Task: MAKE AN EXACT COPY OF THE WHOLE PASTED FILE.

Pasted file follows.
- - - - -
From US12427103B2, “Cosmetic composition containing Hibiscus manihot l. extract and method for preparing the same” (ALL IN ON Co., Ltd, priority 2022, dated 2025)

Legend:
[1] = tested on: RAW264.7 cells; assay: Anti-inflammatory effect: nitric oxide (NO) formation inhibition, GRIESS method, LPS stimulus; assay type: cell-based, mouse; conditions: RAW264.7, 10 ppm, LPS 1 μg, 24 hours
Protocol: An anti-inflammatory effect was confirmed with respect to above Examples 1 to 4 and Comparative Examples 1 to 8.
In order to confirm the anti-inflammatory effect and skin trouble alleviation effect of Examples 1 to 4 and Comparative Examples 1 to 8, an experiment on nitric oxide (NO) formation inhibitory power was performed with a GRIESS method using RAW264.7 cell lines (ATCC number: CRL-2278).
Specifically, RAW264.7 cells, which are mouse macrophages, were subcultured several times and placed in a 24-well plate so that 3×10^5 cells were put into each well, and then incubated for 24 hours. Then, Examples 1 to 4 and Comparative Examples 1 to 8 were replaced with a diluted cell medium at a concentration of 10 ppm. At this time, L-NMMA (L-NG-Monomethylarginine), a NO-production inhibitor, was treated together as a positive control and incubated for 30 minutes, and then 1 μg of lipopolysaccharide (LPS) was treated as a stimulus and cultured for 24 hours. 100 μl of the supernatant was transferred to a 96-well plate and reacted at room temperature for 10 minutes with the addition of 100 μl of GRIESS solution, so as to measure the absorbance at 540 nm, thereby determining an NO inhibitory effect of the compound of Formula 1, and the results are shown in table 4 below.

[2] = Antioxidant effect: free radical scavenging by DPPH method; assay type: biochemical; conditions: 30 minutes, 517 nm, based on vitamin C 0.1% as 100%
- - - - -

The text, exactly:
From US12427103B2, “Cosmetic composition containing Hibiscus manihot l. extract and method for preparing the same” (ALL IN ON Co., Ltd, priority 2022, dated 2025)

Legend:
[1] = tested on: RAW264.7 cells; assay: Anti-inflammatory effect: nitric oxide (NO) formation inhibition, GRIESS method, LPS stimulus; assay type: cell-based, mouse; conditions: RAW264.7, 10 ppm, LPS 1 μg, 24 hours
Protocol: An anti-inflammatory effect was confirmed with respect to above Examples 1 to 4 and Comparative Examples 1 to 8.
In order to confirm the anti-inflammatory effect and skin trouble alleviation effect of Examples 1 to 4 and Comparative Examples 1 to 8, an experiment on nitric oxide (NO) formation inhibitory power was performed with a GRIESS method using RAW264.7 cell lines (ATCC number: CRL-2278).
Specifically, RAW264.7 cells, which are mouse macrophages, were subcultured several times and placed in a 24-well plate so that 3×10^5 cells were put into each well, and then incubated for 24 hours. Then, Examples 1 to 4 and Comparative Examples 1 to 8 were replaced with a diluted cell medium at a concentration of 10 ppm. At this time, L-NMMA (L-NG-Monomethylarginine), a NO-production inhibitor, was treated together as a positive control and incubated for 30 minutes, and then 1 μg of lipopolysaccharide (LPS) was treated as a stimulus and cultured for 24 hours. 100 μl of the supernatant was transferred to a 96-well plate and reacted at room temperature for 10 minutes with the addition of 100 μl of GRIESS solution, so as to measure the absorbance at 540 nm, thereby determining an NO inhibitory effect of the compound of Formula 1, and the results are shown in table 4 below.

[2] = Antioxidant effect: free radical scavenging by DPPH method; assay type: biochemical; conditions: 30 minutes, 517 nm, based on vitamin C 0.1% as 100%